July 13, 2006
Vol. 25 No. 19

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    Organizational shifts to strengthen ‘Darwinian’ sciences programs

    By Emily Jordan
    Medical Center Public Affairs

    The “Darwinian” sciences are evolving at the University this summer, as new leadership has been put in place in the departments of Organismal Biology & Anatomy and Ecology & Evolution.

    In May, Neil Shubin was named Associate Dean for Organismal Biology & Anatomy and the Committee on Evolutionary Biology as well as Provost of the Field Museum, effective Saturday, July 1.

    The newly created Provost position is geared to foster closer cooperation between the two institutions, as well as among the closely related departments in the University’s Biological Sciences Division.

    “Each new role is exciting, each institution is renowned, and the opportunity to take on both at once is a scientist’s dream,” said Shubin, whose work has helped the paleontology program to rank No. 1 and Ecology & Evolution No. 4 in the 2006 U.S. News & World Report survey of the “Best Graduate Schools.”

    Jan-Marino (Nino) Ramirez will replace Shubin as Chair of Organismal Biology & Anatomy, and Joy Bergelson has been named Chair of Ecology & Evolution, replacing Chung-I Wu, who recently stepped down.

    “Shubin will be a great asset to both our departments in being in a position to advocate for the Darwinian sciences,” Bergelson said.

    Shubin’s studies on limb evolution have led him around the world, uncovering his most recent finding, Tiktaalik rosea—deemed to be the “missing link” between fish and land animals—on Ellesmere Island, above the Arctic Circle in Canada. Shubin co-authored two papers describing Tiktaalik in the April 6, 2006, issue of Nature. He will spend six weeks this summer on Ellesmere Island to conduct further research.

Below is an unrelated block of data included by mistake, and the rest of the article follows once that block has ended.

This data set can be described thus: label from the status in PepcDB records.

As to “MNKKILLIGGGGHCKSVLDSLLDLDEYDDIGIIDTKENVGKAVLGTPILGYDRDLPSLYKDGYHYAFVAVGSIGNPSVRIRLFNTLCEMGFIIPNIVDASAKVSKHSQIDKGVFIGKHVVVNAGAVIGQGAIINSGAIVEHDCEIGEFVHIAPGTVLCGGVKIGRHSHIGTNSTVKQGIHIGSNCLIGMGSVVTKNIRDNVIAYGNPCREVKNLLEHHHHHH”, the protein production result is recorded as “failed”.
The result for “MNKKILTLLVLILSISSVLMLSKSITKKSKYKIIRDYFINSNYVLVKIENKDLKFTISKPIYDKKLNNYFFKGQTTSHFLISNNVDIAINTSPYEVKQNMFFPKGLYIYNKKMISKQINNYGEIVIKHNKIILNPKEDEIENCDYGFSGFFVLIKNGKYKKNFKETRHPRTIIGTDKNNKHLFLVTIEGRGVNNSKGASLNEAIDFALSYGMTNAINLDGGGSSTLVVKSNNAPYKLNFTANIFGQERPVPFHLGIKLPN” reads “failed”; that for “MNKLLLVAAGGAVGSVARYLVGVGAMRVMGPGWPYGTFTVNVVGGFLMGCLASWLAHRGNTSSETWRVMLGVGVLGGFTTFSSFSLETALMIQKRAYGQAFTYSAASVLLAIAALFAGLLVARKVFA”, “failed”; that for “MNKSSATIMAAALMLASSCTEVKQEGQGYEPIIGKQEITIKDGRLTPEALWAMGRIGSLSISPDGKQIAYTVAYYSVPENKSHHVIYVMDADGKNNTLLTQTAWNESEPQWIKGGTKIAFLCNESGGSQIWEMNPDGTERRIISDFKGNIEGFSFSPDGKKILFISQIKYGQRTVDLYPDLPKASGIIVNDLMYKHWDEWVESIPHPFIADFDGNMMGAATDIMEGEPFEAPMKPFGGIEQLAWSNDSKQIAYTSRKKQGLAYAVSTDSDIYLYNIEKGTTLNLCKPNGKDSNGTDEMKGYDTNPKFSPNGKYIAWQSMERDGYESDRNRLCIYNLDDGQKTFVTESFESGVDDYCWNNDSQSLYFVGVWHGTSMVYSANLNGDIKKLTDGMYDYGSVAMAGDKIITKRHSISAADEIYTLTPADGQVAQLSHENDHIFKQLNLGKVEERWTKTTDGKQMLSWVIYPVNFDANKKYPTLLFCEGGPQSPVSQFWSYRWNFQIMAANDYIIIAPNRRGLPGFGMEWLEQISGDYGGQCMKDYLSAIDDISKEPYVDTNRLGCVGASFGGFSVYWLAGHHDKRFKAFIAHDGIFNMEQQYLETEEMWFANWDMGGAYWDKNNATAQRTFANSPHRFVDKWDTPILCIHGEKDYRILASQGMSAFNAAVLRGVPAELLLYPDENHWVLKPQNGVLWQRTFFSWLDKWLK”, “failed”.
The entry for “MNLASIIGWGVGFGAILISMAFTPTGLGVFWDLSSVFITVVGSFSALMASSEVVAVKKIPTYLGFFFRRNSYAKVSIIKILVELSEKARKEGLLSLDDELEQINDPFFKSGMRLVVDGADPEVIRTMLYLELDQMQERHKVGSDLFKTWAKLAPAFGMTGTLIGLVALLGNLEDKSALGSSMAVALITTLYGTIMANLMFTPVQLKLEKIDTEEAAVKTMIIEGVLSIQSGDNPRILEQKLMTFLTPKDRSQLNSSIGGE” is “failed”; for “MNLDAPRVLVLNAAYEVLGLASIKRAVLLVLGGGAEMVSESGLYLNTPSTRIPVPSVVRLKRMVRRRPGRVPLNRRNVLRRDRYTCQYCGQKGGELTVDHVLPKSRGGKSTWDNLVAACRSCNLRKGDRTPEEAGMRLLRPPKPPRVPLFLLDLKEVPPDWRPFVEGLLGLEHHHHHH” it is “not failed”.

Shubin earned a Ph.D. in organismic and evolutionary biology from Harvard University in 1987. His many distinctions include a John Simon Guggenheim Memorial Foundation fellowship and publishing nearly 20 articles in the journals Science and Nature. He began his department chair appointment in Organismal Biology & Anatomy in 2001.

    “Shubin’s position at the museum is an important link,” Ramirez said. “We have paleontologists and geologists here at Chicago who study what the Field Museum scientists study, but each with different character. By combining forces, we can reach new understandings of biomechanics through paleontology.”

    Ramirez came to Chicago in 1996. His work on neuronal control of breathing has advanced the scientific understanding of SIDS, Rett syndrome and pediatric epilepsy.

    “When I first started research I didn’t think we could understand the mammalian brain,” Ramirez said, “so I studied insects. Now my work on locusts and my recent work on mice have given insights into human medicine. There are many exciting interactions between different biologists and clinical scientists, and it will be important to build as many interdepartmental bridges as possible, without losing the flavor of each department.”

    Ramirez’s honors include the Helmholtz scholarship, the Heisenberg scholarship and membership on the scientific advisory board of the German Rett Syndrome Association. He has published more than 80 papers in journals, including the Journal of Neuroscience, the Journal of Neurophysiology and the Journal of Biological Chemistry.

    Bergelson, who came to the University in 1994, will work alongside Ramirez under the new deanship. She studies plant-enemy interactions from the point of view of chemical ecology, ecological genomics and molecular evolution.

    A Fellow of the American Association for the Advancement of Science, Bergelson has received Marshall, National Science Foundation Presidential and Packard scholarships. She has published over 80 papers, has been an associate editor of five journals and currently serves as editor of Evolution.

    “These shifts in organization should strengthen our connections to the rest of the Division,” Bergelson said. “We have an outstanding group of colleagues who are poised to take advantage of a wealth of genomics data to address ecological and evolutionary questions,” she said.